What is Social Phobia?

By nature, some people come across as more gregarious, feeling perfectly at ease in the midst of new people while others may be a bit more reticent, needing to hang back and get a feel for the environment.

For someone struggling with social phobia, the very thought or idea of being around large groups of people, whether known or unknown, brings on feelings of discomfort or even outright fear.

According to the National Institute on Mental Health, an estimated 15 million American adults suffer from social phobia, also known as social anxiety disorder, within any given year.

As with any psychological disorder, social phobia affects different people in different ways with some forms greatly limiting a person’s lifestyle and overall quality of life.

Understanding how social phobia works may well be the first step towards helping you determine if treatment can be of benefit to you or someone you know.

What is it?

what is social phobia?

Feeling self-conscious or embarrassed in social situations is common for someone with social phobia.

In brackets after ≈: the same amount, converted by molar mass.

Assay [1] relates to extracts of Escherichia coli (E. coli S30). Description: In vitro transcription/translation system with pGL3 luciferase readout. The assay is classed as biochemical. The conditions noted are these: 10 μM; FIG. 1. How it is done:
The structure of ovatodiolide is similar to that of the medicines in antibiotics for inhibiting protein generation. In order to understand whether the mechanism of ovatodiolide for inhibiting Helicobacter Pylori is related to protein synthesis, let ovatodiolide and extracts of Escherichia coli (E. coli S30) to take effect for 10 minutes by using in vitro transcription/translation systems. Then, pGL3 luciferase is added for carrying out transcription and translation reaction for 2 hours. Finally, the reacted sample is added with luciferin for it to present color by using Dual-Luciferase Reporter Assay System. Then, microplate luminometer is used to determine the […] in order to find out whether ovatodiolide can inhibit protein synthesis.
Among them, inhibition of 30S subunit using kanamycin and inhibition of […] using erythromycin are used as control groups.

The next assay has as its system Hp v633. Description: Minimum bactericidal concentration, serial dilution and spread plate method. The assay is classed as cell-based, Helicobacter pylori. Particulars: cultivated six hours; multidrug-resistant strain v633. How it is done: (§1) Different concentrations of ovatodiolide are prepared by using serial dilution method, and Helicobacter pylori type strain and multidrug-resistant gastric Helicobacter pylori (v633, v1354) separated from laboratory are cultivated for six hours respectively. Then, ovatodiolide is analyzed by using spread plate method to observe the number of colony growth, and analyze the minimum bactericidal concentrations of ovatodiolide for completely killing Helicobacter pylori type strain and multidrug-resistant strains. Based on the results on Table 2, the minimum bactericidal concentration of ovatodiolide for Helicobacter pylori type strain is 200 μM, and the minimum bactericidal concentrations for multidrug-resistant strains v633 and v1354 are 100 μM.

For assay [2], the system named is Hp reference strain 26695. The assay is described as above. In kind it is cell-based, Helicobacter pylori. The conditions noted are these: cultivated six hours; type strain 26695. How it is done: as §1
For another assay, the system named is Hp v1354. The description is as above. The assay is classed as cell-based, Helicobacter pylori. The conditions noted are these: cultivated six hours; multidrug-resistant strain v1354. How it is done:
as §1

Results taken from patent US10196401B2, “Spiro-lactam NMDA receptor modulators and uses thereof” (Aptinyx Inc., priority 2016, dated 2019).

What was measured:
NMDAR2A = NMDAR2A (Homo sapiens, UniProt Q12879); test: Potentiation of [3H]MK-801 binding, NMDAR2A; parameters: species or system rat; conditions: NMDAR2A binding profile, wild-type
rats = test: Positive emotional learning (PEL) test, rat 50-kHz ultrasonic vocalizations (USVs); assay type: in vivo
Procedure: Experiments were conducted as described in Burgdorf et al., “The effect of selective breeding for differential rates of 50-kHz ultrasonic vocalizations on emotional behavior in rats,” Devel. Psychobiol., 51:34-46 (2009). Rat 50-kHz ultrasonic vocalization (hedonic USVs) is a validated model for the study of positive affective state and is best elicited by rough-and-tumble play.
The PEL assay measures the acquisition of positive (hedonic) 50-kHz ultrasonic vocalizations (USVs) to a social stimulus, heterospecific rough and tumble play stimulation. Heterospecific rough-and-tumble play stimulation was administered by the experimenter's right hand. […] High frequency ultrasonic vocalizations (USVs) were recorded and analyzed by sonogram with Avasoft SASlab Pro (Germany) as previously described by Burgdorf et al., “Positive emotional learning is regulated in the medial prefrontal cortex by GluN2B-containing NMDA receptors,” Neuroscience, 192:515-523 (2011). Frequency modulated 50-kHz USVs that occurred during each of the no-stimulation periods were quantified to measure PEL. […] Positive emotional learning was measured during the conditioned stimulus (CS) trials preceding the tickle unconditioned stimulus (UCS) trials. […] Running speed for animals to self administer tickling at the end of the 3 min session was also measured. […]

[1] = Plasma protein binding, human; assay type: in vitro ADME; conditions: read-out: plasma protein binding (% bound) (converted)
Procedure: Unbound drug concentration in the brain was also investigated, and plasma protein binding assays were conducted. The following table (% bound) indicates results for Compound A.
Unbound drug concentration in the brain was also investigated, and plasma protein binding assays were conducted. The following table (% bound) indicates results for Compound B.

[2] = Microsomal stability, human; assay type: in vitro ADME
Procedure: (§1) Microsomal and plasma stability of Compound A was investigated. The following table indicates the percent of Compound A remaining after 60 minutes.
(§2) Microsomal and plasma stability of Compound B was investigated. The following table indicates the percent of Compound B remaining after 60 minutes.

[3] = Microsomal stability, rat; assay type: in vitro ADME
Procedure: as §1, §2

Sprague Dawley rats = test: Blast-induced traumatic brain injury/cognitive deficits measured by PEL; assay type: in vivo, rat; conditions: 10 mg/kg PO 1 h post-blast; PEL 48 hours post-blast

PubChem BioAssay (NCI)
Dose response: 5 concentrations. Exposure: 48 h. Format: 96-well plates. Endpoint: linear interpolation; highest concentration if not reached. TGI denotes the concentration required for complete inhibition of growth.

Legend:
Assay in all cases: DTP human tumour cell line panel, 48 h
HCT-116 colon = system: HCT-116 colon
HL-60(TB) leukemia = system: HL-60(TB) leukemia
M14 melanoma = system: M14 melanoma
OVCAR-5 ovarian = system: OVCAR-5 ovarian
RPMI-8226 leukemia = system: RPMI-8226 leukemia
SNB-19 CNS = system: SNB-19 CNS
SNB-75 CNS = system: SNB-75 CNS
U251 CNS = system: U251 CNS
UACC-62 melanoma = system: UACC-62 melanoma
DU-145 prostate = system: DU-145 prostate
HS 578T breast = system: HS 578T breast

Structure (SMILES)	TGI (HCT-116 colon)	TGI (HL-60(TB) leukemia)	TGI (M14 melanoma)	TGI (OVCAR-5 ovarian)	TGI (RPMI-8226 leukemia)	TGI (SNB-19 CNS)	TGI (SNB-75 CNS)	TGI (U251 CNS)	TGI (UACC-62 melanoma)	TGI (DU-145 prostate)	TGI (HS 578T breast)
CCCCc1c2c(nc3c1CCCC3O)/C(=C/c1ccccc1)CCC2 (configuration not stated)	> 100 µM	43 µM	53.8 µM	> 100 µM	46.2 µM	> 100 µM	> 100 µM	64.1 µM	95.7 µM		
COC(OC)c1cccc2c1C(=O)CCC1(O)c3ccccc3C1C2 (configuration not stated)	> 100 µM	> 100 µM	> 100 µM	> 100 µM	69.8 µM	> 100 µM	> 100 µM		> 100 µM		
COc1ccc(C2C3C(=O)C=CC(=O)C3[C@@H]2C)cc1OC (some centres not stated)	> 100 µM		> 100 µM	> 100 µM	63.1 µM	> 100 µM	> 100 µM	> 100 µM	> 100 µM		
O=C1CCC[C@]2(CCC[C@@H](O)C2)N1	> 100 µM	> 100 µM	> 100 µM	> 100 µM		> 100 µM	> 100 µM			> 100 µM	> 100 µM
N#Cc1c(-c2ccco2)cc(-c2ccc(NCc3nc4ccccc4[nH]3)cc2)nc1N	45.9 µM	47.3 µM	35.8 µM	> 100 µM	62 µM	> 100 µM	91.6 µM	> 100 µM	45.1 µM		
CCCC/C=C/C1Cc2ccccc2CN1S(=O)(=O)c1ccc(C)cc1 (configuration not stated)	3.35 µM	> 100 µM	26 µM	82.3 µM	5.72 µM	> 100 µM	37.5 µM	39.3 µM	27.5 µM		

People affected by social phobia experience an ongoing fear of social situations made up of unfamiliar people or situations where others will scrutinize them.

This condition can be chronic or long-term in duration, and over time have debilitating effects on a person’s ability to live and thrive in daily life.

Social phobia may be generalized in terms of applying to any and all social situations or it may only apply within certain contexts, such as the workplace or public speaking.

Someone struggling with social phobia can experience one or more of the following:

  • Feeling extremely self-conscious around others
  • Unfounded feelings of embarrassment in social settings
  • Difficulty making and keeping friends
  • Feelings of anxiety when talking to others
  • Fearful of being judged by others
  • Physical symptoms, such as sweating, nausea, trembling when with other people

If you or someone you love is suffering from the anxiety associated with social phobia, call our helpline toll free at 800-598-5053 (Who Answers?)  for assistance in finding a rehab center, counselor or therapist that can assist you.



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